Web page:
Just in case you weren’t nervous enough about the dangers of this baworld, NBC brings us a scary story about a 2014 report by the Bureau of Alcohol, Tobacco, Firearms and Explosives on attempts by outlaw motorcycle gangs (OMGs) to recruit former and active duty members of the military into their criminal enterprises. The report, first obtained by The Intercept, warns that “The OMG community continues to spread its tentacles throughout all facets of government,” and has some nice overheated language suggesting that someone at ATF really dreams of writing for the New York Post:
Which is not to say that the problem isn’t serious, I know, I know, it’s really serious. You don’t want criminal organizations infiltrating the military and law enforcement, and the report includes details on roughly 100 cases of people who shouldn’t be in violent criminal gangs like the Hells Angels, Mongols, Bandidos, and other groups like the ones that shot up the Twin Peaks restaurant in Waco, Texas, earlier this month. The Interceptnotes that one of the bikers arrested in that incident was a retired detective from the San Antonio Police Department.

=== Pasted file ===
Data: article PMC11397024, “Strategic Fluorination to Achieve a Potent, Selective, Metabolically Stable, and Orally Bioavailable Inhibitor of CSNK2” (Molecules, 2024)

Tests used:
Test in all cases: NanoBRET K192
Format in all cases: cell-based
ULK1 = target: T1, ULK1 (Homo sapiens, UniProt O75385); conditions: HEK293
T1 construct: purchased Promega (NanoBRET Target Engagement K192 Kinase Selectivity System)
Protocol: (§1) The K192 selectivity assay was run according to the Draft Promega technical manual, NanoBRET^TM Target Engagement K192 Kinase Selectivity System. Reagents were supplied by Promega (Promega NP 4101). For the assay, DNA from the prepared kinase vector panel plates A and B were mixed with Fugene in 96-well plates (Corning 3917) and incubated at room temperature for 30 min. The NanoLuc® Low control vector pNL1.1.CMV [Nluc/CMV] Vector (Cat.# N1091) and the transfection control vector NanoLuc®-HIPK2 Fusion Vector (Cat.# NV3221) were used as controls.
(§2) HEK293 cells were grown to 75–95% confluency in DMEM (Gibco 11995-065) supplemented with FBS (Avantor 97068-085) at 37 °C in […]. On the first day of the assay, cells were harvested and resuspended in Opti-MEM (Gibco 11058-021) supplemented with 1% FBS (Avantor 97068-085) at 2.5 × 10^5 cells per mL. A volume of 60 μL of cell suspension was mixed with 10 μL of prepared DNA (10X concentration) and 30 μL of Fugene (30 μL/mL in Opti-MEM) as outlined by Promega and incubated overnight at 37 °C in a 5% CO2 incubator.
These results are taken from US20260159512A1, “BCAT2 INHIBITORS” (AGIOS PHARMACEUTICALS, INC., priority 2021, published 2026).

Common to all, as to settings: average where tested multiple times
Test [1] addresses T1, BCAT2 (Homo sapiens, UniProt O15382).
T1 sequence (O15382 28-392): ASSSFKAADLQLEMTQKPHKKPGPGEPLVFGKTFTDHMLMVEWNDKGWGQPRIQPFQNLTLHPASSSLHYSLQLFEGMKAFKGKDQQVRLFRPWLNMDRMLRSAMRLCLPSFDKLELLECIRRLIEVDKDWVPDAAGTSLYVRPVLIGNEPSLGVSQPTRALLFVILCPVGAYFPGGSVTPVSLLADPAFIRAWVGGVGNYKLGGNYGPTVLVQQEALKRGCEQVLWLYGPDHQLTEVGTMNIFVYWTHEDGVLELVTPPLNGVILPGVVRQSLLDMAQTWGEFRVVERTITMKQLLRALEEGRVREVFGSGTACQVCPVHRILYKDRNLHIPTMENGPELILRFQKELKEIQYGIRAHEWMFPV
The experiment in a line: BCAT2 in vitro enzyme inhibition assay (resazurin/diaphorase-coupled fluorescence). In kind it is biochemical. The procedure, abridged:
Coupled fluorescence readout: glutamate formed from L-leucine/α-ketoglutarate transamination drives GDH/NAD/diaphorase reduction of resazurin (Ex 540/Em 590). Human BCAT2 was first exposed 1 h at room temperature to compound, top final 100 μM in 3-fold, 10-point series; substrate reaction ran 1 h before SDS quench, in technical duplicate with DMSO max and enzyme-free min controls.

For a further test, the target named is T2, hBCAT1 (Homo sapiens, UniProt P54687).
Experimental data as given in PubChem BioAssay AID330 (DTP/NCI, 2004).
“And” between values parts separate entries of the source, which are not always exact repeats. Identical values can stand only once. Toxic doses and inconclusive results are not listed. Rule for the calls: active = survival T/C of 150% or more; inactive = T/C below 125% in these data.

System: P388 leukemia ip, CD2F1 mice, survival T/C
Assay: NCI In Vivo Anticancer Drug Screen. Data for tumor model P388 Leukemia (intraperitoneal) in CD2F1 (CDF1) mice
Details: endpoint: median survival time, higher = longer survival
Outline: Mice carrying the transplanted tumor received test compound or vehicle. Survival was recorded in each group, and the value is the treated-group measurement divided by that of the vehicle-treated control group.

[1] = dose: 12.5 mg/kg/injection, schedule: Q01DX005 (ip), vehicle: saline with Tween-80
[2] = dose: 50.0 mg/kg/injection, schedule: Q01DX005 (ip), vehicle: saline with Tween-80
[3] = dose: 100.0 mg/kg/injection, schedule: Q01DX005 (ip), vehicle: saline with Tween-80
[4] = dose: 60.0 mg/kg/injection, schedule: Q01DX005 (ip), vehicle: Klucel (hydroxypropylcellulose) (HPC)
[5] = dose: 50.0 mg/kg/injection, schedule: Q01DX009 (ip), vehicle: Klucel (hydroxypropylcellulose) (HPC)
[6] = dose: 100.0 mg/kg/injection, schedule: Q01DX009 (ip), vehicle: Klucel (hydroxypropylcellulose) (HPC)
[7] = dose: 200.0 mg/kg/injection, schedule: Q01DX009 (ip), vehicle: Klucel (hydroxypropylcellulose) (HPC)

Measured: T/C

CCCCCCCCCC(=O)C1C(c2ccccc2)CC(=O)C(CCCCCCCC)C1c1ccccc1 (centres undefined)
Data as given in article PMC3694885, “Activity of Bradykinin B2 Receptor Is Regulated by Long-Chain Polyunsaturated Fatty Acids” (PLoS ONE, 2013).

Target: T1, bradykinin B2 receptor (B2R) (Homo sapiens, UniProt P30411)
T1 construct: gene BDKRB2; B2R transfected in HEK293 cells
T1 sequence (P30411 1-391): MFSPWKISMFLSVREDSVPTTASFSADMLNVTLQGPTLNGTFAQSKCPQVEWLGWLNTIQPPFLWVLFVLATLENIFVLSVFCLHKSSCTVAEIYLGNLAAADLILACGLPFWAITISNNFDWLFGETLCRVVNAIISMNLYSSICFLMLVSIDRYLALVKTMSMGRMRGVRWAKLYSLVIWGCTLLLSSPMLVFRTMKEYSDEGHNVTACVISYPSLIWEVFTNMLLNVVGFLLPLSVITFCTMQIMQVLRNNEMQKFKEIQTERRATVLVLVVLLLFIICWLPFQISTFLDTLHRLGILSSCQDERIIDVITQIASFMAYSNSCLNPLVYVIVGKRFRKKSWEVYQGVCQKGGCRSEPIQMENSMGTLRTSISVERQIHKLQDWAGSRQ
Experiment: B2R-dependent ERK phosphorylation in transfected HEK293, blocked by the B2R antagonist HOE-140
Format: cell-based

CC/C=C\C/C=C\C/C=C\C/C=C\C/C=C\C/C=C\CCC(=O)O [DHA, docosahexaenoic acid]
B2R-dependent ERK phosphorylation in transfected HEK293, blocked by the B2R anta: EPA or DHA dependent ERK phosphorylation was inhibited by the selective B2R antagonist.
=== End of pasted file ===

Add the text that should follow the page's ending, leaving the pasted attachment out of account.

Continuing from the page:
In a battle of the consultants, The Interceptinterviewed Edward Winterhalder, a “former high-ranking member of the Bandidos who left the club in 2003,” who downplayed the participation of active-duty military and law-enforcement members in violent gangs, and noted that there are also many motorcycle clubs that explicitly reject criminality.
is a testament to how seriously law enforcement takes the issue of outlaw motorcycle gangs, detailing extensive surveillance; the document includes copies of military or government identification photos, some gained from traffic stops, and information from what appears to be close monitoring of military and government officials who attend the groups’ gatherings and activities across the country.